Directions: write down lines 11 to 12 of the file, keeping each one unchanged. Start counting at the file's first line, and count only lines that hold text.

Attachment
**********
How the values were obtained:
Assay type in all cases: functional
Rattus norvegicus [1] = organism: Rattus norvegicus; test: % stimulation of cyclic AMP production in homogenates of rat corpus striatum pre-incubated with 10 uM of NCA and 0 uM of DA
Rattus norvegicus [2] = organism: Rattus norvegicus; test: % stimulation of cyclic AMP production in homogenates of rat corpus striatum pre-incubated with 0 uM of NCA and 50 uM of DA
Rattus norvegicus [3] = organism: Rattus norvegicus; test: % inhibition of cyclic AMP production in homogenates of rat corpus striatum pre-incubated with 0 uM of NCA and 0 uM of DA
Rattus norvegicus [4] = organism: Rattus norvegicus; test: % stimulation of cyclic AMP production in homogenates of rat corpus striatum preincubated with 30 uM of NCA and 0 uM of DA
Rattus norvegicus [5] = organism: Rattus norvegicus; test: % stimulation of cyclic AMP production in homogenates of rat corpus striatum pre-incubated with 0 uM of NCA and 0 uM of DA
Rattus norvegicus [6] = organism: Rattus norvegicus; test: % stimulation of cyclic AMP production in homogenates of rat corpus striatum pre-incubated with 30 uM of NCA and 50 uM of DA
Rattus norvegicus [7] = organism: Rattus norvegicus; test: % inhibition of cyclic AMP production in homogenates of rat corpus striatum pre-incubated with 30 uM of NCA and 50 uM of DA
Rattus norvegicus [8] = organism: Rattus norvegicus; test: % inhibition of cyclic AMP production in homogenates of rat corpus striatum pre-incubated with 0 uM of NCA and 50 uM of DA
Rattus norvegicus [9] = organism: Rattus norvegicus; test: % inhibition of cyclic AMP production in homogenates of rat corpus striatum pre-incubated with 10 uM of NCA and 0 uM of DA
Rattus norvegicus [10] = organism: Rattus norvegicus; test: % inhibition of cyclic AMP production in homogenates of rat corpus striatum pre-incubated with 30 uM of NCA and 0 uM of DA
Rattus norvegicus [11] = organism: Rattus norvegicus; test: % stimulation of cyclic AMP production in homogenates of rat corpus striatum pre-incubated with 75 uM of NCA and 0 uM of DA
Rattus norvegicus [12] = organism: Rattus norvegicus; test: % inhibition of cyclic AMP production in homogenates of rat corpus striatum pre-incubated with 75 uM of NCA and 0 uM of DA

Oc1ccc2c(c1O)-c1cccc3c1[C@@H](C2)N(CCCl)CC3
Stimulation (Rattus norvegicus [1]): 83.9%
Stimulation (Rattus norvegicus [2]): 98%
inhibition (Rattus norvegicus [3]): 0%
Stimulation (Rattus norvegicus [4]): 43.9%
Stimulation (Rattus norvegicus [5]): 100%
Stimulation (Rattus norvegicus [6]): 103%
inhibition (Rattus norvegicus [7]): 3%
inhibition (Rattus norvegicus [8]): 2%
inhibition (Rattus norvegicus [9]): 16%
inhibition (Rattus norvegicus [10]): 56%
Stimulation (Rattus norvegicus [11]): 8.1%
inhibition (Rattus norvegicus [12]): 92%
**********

Rattus norvegicus [9] = organism: Rattus norvegicus; test: % inhibition of cyclic AMP production in homogenates of rat corpus striatum pre-incubated with 10 uM of NCA and 0 uM of DA
Rattus norvegicus [10] = organism: Rattus norvegicus; test: % inhibition of cyclic AMP production in homogenates of rat corpus striatum pre-incubated with 30 uM of NCA and 0 uM of DA